Starting in 2014, the tax credit is worth up to 50 percent of your contribution toward employees' premium costs (up to 35 percent for tax-exempt employers). For tax years 2010 through 2013, the maximum credit was 35 percent for small business employers and 25 percent for small tax-exempt employers such as charities.

Year-End Tax Planning for Businesses

While the fate of several business-related tax extenders such as R & D credits, bonus depreciation, and Section 179 expensing that expired at the end of 2013 is uncertain, there are still a number of end of year tax strategies businesses can use to reduce their tax burden for 2014.

Purchase New Business Equipment

Section 179 Expensing. Business should still take advantage of Section 179 expensing this year for a couple of reasons. First, is that in 2014 businesses can elect to expense (deduct immediately) the entire cost of most new equipment up to a maximum of $25,000 for the first $200,000 of property placed in service by December 31, 2014. Keep in mind that the Section 179 deduction cannot exceed net taxable business income. In addition, unless Congress reauthorizes it, the bonus depreciation expired at the end of 2013 and is not available for 2014.

While most businesses follow a calendar year, for those that don't there is an exception to the $25,000 cap that allows those business to take advantage of the $500,000 Section 179 benefit. However, only businesses whose calendar year begins in 2013 and ends in 2014 can take advantage of this.

Qualified property is defined as property that you placed in service during the tax year and used predominantly (more than 50 percent) in your trade or business. Property that is placed in service and then disposed of in that same tax year does not qualify, nor does property converted to personal use in the same tax year it is acquired.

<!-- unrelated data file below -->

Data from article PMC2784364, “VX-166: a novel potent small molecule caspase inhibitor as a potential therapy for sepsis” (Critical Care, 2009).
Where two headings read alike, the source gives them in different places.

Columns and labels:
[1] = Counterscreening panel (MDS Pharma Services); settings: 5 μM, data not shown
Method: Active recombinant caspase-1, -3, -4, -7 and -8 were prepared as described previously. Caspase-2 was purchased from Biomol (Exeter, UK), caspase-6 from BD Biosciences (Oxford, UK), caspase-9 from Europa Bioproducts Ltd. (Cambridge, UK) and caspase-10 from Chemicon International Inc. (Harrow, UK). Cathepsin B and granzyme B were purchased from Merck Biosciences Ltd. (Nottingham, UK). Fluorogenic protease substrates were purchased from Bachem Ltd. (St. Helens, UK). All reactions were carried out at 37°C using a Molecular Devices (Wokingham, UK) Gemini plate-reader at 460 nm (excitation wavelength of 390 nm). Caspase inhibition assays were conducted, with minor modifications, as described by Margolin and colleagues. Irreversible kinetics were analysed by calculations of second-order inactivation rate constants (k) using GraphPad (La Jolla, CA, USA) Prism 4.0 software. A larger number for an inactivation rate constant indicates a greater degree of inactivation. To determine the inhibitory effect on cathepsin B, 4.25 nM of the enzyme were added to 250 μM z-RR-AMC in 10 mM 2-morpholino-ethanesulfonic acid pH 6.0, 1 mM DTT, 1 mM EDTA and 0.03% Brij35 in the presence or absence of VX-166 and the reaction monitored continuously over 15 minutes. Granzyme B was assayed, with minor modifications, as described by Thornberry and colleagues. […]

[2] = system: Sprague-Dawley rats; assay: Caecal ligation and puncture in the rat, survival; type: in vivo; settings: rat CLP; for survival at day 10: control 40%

Note: Many states have not matched these amounts and, therefore, state tax may not allow for the maximum federal deduction. In this case, two sets of depreciation records will be needed to track the federal and state tax impact.

Please contact our office if you have any questions regarding qualified property.

Timing. If you plan to purchase business equipment this year, consider the timing. You might be able to increase your tax benefit if you buy equipment at the right time. Here's a simplified explanation:

Conventions. The tax rules for depreciation include "conventions" or rules for figuring out how many months of depreciation you can claim. There are three types of conventions. To select the correct convention, you must know the type of property and when you placed the property in service.

The half-year convention: This convention applies to all property except residential rental property, nonresidential real property, and railroad gradings and tunnel bores (see mid-month convention below) unless the mid-quarter convention applies. All property that you begin using during the year is treated as "placed in service" (or "disposed of") at the midpoint of the year. This means that no matter when you begin using (or dispose of) the property, you treat it as if you began using it in the middle of the year.